Former Loose Women star Lisa Maxwell's daughter Beau Jessup has opened up about the unusual business venture that has helped her pay her way through university.
Speaking to News.com.au, Beau, who is 19 years old, revealed that she kick-started a business aged just 16, after a trip to China with her father sparked a unique idea.
Beau revealed that her father Paul had introduced her to a business colleague of his, Mrs Wang, who asked her if she could suggest an English name for her three-year-old daughter.
She confessed, “I was surprised by this because having the responsibility to name a child is quite important. I wanted to take it seriously.
“She was so happy with it and took the name suggestion straight away.”
Lisa’s daughter Beau eventually landed on the English name Eliza – inspired by Eliza Doolittle – for the woman’s daughter, after asking her to describe a series of characteristics she wanted the little girl to grow up to have.
After the conversation, and some research into the topic, Beau realised that there was a market for an English baby-naming service for the Chinese community, and asked her father for a short-term loan to help set the business up.
(Beau and Lisa back in 2011)
In a recent TedTalk, the former Cheltenham Ladies College student revealed that there was a reason why Chinese families didn’t give their children Western names by themselves.
She explained, “On the internet in China, a lot of it is censored and restricted. So even if they were to gain access to a baby-naming site, they’d have to be able to read English.”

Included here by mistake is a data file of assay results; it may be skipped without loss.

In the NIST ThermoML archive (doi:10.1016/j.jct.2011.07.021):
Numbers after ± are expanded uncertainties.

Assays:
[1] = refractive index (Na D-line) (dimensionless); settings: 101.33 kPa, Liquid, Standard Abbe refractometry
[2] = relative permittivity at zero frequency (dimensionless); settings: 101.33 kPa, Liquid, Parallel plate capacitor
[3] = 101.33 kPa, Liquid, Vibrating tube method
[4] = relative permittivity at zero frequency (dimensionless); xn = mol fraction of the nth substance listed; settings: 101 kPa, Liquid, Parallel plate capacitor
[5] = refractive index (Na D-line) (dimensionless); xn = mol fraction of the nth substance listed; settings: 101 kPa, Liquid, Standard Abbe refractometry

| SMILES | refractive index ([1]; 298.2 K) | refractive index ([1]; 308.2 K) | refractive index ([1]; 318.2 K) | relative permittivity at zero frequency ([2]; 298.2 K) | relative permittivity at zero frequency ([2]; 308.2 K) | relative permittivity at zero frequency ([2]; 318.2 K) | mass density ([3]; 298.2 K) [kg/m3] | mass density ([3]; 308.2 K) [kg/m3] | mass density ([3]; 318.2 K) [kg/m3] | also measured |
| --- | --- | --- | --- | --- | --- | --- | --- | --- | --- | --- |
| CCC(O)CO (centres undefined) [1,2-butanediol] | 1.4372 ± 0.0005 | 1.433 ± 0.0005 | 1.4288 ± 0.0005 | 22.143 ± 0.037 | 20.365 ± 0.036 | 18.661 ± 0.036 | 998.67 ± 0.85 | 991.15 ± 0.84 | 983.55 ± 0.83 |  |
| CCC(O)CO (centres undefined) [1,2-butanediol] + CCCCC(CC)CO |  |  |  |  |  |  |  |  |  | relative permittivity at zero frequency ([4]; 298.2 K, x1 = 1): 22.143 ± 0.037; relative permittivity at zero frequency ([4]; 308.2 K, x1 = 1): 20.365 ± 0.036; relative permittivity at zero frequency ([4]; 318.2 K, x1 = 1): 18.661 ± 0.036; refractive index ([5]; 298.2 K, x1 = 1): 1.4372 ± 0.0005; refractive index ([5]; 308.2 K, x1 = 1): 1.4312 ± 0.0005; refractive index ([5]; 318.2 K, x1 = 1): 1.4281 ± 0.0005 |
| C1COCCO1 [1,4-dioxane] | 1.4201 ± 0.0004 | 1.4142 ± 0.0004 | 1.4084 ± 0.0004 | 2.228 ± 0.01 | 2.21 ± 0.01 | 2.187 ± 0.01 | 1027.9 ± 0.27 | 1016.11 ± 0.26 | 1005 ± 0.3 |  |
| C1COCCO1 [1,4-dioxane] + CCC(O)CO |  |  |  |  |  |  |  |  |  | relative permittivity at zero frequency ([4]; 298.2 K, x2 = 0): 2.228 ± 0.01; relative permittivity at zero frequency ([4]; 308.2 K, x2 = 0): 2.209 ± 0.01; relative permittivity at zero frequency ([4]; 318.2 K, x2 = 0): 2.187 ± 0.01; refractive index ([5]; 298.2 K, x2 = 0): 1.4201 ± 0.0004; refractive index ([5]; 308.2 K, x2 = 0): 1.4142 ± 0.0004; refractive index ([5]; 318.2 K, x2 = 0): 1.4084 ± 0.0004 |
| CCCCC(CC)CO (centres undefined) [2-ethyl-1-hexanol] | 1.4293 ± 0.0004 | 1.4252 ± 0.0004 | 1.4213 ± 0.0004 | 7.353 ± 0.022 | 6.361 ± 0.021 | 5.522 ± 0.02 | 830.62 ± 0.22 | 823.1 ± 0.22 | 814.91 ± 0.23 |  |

Beau also revealed that the lady she met in China actually explained to her why babies in China will eventually need a Western name.
She said, “Chinese babies are given a Chinese name, which contain around two or three Chinese characters. This is fine if you live in China. But these names don’t work outside China. You can’t read them, we can’t pronounce them, and we can’t remember them.
“Chinese characters, also, can’t be used in email addresses, so if you don’t have a Western name you can’t email, purchase online, or essentially function in the 21st century.”
Beau also explained that an English name is needed for university applications.
Since setting up her unusual business venture, Beau has named more than 677,000 babies, using the name generator on her website, which is accessible in China.
It is now a multi-million dollar venture, and has allowed her to fund her own university degree; she’s currently studying social anthropology at the London School of Economics.
She joked, “My parents are really proud but probably because they don’t have to pay for my uni fees.”